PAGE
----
You see how important every moment was that passed in that supper chamber; and how much was crowded into those few short hours, of deep and solemn interest to the whole world.

How thankful should we be that we are thus admitted, as it were, into the sacred retirement of the Redeemer, to listen to what passed there, and even to partake in the blessings there distributed! Well may we long to linger in that spot of holiest memory; feeling that it is indeed "good to be here:" but the sacred moments rolled by; and a time so precious to the [Second Series.]

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disciples and to us, passed away; and the hour came when even they, however reluctantly, must leave the supper chamber: and we must now follow them, where they followed their Lord and our Lord. We are told that, "when they had sung an hymn, they went out into the Mount of Olives, unto a place called Gethsemane; where was a garden, into which He entered with His disciples." Moses was told, as he approached the burning bush, to put off his shoes from off his feet, because the place where He stood was holy ground. And is not this holy ground? the garden of Gethsemane, the spot where that mysterious agony occurred, in which our Lord's prospect of suffering was so appalling as to lead Him to pray, that, if it were possible, He might be spared the approaching trial, and the bitter cup might pass from Him. Shall we not approach it with reverence and awe; and put away, as we draw near, every worldly or unquiet thought?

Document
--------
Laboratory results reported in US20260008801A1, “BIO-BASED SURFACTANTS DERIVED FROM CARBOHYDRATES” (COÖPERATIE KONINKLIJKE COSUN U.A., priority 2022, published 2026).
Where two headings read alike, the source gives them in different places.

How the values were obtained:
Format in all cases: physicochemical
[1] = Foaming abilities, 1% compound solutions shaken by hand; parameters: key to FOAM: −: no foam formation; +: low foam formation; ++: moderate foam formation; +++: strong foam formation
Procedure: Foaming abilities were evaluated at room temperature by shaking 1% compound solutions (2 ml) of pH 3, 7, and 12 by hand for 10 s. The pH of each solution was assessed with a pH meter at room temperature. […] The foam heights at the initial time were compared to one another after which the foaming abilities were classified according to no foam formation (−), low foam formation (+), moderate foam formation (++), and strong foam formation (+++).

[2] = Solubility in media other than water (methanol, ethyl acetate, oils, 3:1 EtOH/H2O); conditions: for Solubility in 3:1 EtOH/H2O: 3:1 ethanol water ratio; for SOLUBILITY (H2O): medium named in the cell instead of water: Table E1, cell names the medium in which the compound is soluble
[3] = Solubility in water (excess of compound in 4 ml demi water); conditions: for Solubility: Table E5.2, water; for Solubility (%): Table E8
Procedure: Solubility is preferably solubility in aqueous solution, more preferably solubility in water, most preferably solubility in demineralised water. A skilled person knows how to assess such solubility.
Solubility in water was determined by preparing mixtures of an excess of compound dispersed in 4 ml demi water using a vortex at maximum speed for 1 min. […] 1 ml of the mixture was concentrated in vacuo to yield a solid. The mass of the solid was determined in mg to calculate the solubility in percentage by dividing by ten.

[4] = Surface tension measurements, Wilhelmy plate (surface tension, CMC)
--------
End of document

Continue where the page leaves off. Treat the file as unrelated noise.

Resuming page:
The Garden of Gethsemane was at the foot of Mount Olivet;

"Low, and proper to be made

The Redeemer's lone retreat."

It had apparently been often consecrated before by the presence of the Son of God, who, when He wished to retire from the noise and interruptions of the world, would retire to this sweet and quiet spot. For St. John tells us, that "Jesus ofttimes resorted thither with His disciples."

E. How they must have loved that garden, Mamma! M. I have no doubt they did: for there they must ofttimes have held holiest communion with Christ their Saviour there no doubt their hearts had often been


warmed with the heavenly truths He taught: there they had, perhaps, frequently joined with their Redeemer in prayer.